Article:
I live in “fat and happy” and commute to “iffy and subliminally dangerous” for work every day.
I want everyone to be able to live in fat and happy, but they can’t. Many can’t find fat and happy on a map. Hell! What’s a map?
Transitioning from home, to real world, and back again, is harder than I thought it would be when I was younger.
I was raised by farmers, on a farm, schooled in an agriculturally savvy school system, and imparted morals and standards of conduct by Christians and theists of a, more-or-less, Judeo-Christian ethos.
I was well prepared for Sunday and tractors.
I was not prepared for sketchiness of any sort and forget shady, or dark, or even indifferent. I was in for an education.
Uncle Sam helped by providing me with my undergrad in “world” during my stint in his yacht club. Asia, Africa, Europe, and South America were some of my electives. During my salty travels, I walked, smiling face first, straight into the right hook of reality.
A whole world of varying perspective opened up. At first I hated it. Felt it was wrong. Felt like I needed to get above it, beyond it. Then, after many bruises, it dawned on me. I do not have to win. Life is a forge, not a game board.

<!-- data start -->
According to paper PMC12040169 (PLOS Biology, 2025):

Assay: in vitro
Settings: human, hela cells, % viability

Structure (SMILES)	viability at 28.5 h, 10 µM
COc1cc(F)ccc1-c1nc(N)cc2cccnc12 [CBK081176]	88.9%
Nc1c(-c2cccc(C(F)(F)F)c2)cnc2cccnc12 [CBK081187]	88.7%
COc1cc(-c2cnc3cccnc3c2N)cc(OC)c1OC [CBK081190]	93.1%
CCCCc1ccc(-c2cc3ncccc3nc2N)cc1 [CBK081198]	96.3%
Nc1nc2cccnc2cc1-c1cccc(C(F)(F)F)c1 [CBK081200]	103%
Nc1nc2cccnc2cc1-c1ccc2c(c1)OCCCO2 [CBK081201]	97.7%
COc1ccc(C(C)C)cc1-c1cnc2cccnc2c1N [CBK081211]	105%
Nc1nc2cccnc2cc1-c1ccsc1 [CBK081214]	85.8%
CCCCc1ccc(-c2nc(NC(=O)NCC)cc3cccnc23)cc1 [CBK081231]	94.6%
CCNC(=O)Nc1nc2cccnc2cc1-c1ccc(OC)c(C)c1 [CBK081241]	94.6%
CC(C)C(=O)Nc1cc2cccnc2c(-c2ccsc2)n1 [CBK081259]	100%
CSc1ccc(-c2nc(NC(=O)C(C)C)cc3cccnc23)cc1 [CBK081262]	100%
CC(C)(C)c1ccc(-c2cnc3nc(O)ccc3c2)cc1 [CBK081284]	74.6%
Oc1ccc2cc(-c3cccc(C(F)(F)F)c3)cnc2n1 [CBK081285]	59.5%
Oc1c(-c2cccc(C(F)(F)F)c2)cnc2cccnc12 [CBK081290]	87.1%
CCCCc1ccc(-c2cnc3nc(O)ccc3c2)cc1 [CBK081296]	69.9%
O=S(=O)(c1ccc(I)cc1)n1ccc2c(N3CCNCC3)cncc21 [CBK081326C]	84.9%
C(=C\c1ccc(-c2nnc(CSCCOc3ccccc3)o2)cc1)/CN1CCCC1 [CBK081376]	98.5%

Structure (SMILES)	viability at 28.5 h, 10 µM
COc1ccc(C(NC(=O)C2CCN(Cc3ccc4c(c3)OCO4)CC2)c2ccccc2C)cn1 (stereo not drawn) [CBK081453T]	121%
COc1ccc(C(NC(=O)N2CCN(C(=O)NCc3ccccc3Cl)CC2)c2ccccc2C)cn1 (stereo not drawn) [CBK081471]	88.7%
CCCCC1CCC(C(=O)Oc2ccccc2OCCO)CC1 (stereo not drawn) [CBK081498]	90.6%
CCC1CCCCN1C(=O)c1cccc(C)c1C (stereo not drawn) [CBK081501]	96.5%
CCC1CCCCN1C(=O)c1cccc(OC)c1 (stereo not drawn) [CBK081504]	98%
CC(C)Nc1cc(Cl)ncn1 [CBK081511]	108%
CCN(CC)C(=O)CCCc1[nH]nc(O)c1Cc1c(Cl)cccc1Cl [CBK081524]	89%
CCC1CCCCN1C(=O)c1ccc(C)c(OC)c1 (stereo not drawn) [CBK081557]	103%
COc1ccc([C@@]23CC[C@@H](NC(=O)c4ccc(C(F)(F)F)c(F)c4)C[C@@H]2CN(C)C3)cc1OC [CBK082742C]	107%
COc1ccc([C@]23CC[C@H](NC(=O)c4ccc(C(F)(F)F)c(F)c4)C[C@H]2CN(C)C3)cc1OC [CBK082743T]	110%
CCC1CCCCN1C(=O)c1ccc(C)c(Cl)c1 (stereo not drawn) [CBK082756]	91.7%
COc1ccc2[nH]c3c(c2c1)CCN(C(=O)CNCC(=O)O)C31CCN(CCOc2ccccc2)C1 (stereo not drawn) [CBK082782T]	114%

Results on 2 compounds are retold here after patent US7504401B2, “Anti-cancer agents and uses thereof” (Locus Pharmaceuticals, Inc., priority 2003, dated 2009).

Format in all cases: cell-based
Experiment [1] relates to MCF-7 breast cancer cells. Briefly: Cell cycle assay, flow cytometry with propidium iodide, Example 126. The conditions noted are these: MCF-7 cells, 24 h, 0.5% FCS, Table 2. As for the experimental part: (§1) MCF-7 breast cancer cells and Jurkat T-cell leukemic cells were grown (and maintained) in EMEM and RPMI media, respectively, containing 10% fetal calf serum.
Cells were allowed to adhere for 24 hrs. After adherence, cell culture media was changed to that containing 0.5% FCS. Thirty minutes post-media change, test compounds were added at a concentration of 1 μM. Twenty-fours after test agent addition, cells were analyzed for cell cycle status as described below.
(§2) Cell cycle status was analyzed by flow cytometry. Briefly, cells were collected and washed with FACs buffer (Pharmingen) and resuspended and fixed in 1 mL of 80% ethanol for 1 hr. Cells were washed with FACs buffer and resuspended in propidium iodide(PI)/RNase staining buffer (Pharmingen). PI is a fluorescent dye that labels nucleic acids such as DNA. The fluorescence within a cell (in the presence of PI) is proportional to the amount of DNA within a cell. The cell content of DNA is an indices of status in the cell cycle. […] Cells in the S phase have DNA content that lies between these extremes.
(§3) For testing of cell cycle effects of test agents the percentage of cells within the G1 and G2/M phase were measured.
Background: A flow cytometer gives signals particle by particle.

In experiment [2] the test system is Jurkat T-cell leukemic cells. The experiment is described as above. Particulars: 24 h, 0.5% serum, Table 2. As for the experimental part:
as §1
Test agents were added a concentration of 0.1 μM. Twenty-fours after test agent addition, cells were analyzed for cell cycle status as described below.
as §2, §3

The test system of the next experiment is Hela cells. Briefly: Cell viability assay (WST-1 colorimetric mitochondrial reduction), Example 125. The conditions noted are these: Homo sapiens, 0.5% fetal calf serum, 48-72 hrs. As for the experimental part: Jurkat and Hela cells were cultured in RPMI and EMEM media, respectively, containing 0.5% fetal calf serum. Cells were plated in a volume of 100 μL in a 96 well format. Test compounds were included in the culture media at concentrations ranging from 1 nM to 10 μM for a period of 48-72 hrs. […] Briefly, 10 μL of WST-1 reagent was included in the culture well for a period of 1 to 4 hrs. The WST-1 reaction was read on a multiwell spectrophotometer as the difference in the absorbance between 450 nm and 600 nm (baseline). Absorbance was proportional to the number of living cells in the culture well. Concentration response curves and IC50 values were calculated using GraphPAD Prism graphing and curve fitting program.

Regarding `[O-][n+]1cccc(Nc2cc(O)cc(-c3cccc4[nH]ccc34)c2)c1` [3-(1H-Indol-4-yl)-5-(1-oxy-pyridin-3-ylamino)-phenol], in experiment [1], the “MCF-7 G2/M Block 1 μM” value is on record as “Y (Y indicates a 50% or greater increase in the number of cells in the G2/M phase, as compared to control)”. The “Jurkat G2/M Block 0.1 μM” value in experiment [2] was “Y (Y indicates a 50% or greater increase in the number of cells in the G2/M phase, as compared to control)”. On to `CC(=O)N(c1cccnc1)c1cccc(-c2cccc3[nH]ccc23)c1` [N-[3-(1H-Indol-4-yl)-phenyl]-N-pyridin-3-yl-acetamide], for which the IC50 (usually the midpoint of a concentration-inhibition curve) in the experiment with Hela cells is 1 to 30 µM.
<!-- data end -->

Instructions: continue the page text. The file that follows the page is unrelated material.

I started letting my contacts with differences educate me, quickly and recklessly at first, then more methodically. Questions became the key.
In the beginning, I’d ask myself if my differing thought was good or right. As time wore on I began to ask if my thought was useful or encouraging.
I found many a folk that, at first glance, my inner farm boy balked at, only to consciously engage them and find incredible value in their perspective. I also found folk that, based on their action, were to be avoided in most situations due to their self, and other, destructive tendencies.
Main lesson? There is incredible value in difference. There is value in tribe, kith, and kin, due to groups understanding their relationship and organizing principles on an uncouncious level, but cultivating interface with “different” brings beauty and usefulness from places not previously known.
So how does a self perceived “white hat” commune with a world in which white hats have gone out of style?
By being gray on the outside.
Never be too good, never be too bad, but do maintain a critical, yet curious, nature and mine the differences for wisdom and value.
Hold your principles dear, but do not ever press a stranger into your frame, chop off what hangs out, and glue the fragments into the gaps.
Gray is an interface. Gray is an open mind, capable of combating true darkness on the outside, and an open spirit capable, of embracing beauty and truth that has filtered through to the inside.